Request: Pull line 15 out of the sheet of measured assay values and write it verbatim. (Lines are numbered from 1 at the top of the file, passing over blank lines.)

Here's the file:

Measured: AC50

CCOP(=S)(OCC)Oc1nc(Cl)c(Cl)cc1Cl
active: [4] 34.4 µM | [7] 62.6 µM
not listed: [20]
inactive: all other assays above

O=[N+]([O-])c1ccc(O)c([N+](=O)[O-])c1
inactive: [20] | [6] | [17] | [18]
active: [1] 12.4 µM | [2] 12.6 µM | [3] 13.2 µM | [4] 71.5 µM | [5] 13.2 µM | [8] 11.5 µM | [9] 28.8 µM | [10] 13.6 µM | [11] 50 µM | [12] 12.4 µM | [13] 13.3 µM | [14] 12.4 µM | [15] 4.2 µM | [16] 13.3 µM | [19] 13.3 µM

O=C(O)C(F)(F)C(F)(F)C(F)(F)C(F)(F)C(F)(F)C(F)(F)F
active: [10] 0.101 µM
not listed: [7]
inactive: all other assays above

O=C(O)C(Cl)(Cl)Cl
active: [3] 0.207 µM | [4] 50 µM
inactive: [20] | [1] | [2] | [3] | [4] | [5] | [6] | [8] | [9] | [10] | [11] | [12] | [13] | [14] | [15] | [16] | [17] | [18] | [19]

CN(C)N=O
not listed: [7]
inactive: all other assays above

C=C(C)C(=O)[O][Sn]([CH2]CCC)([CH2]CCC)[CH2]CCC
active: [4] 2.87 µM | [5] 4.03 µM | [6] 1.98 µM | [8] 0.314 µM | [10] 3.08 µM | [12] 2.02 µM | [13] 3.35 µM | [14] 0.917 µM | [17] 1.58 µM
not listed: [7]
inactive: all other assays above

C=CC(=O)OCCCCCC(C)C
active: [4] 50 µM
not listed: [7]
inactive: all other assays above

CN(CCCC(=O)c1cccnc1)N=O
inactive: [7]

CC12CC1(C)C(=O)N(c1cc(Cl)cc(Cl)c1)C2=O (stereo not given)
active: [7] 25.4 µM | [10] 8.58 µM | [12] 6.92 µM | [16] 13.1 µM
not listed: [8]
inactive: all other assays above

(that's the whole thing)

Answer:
inactive: [20] | [1] | [2] | [3] | [4] | [5] | [6] | [8] | [9] | [10] | [11] | [12] | [13] | [14] | [15] | [16] | [17] | [18] | [19]